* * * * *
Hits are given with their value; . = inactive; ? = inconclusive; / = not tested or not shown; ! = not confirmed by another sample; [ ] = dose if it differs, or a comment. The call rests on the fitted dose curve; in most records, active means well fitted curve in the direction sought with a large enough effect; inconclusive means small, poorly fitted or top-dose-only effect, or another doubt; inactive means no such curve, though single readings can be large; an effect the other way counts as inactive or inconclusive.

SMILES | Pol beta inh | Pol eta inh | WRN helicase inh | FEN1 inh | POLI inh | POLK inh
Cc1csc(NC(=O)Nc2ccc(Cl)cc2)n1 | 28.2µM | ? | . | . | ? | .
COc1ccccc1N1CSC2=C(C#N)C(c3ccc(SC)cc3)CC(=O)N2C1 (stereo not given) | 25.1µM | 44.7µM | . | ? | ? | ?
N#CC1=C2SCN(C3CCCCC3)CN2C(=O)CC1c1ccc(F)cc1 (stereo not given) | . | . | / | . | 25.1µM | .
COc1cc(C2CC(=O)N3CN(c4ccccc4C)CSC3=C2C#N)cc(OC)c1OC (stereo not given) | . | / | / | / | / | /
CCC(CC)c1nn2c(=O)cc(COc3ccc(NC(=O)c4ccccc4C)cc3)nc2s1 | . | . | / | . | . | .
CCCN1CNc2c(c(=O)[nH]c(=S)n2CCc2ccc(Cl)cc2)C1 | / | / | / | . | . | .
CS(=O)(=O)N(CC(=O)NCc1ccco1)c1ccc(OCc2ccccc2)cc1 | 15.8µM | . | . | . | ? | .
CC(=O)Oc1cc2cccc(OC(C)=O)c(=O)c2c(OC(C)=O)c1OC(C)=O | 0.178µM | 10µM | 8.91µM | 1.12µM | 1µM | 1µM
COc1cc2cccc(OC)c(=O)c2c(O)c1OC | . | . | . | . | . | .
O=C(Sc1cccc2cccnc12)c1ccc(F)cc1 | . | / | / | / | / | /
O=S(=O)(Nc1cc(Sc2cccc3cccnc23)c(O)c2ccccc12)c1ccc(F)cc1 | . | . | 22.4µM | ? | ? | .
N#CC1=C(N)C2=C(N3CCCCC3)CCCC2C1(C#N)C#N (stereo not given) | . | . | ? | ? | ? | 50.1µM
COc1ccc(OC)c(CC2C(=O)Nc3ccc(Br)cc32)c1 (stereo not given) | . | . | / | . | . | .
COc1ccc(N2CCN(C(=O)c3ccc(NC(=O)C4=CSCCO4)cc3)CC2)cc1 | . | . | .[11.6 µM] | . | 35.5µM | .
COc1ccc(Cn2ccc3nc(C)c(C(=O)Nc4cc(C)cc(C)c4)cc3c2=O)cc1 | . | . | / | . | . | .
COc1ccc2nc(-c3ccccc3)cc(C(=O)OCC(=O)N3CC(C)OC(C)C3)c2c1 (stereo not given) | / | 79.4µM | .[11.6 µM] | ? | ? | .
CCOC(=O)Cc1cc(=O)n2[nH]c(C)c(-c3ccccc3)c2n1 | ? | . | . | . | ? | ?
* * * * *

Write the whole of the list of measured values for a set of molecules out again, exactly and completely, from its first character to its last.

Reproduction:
Hits are given with their value; . = inactive; ? = inconclusive; / = not tested or not shown; ! = not confirmed by another sample; [ ] = dose if it differs, or a comment. The call rests on the fitted dose curve; in most records, active means well fitted curve in the direction sought with a large enough effect; inconclusive means small, poorly fitted or top-dose-only effect, or another doubt; inactive means no such curve, though single readings can be large; an effect the other way counts as inactive or inconclusive.

SMILES | Pol beta inh | Pol eta inh | WRN helicase inh | FEN1 inh | POLI inh | POLK inh
Cc1csc(NC(=O)Nc2ccc(Cl)cc2)n1 | 28.2µM | ? | . | . | ? | .
COc1ccccc1N1CSC2=C(C#N)C(c3ccc(SC)cc3)CC(=O)N2C1 (stereo not given) | 25.1µM | 44.7µM | . | ? | ? | ?
N#CC1=C2SCN(C3CCCCC3)CN2C(=O)CC1c1ccc(F)cc1 (stereo not given) | . | . | / | . | 25.1µM | .
COc1cc(C2CC(=O)N3CN(c4ccccc4C)CSC3=C2C#N)cc(OC)c1OC (stereo not given) | . | / | / | / | / | /
CCC(CC)c1nn2c(=O)cc(COc3ccc(NC(=O)c4ccccc4C)cc3)nc2s1 | . | . | / | . | . | .
CCCN1CNc2c(c(=O)[nH]c(=S)n2CCc2ccc(Cl)cc2)C1 | / | / | / | . | . | .
CS(=O)(=O)N(CC(=O)NCc1ccco1)c1ccc(OCc2ccccc2)cc1 | 15.8µM | . | . | . | ? | .
CC(=O)Oc1cc2cccc(OC(C)=O)c(=O)c2c(OC(C)=O)c1OC(C)=O | 0.178µM | 10µM | 8.91µM | 1.12µM | 1µM | 1µM
COc1cc2cccc(OC)c(=O)c2c(O)c1OC | . | . | . | . | . | .
O=C(Sc1cccc2cccnc12)c1ccc(F)cc1 | . | / | / | / | / | /
O=S(=O)(Nc1cc(Sc2cccc3cccnc23)c(O)c2ccccc12)c1ccc(F)cc1 | . | . | 22.4µM | ? | ? | .
N#CC1=C(N)C2=C(N3CCCCC3)CCCC2C1(C#N)C#N (stereo not given) | . | . | ? | ? | ? | 50.1µM
COc1ccc(OC)c(CC2C(=O)Nc3ccc(Br)cc32)c1 (stereo not given) | . | . | / | . | . | .
COc1ccc(N2CCN(C(=O)c3ccc(NC(=O)C4=CSCCO4)cc3)CC2)cc1 | . | . | .[11.6 µM] | . | 35.5µM | .
COc1ccc(Cn2ccc3nc(C)c(C(=O)Nc4cc(C)cc(C)c4)cc3c2=O)cc1 | . | . | / | . | . | .
COc1ccc2nc(-c3ccccc3)cc(C(=O)OCC(=O)N3CC(C)OC(C)C3)c2c1 (stereo not given) | / | 79.4µM | .[11.6 µM] | ? | ? | .
CCOC(=O)Cc1cc(=O)n2[nH]c(C)c(-c3ccccc3)c2n1 | ? | . | . | . | ? | ?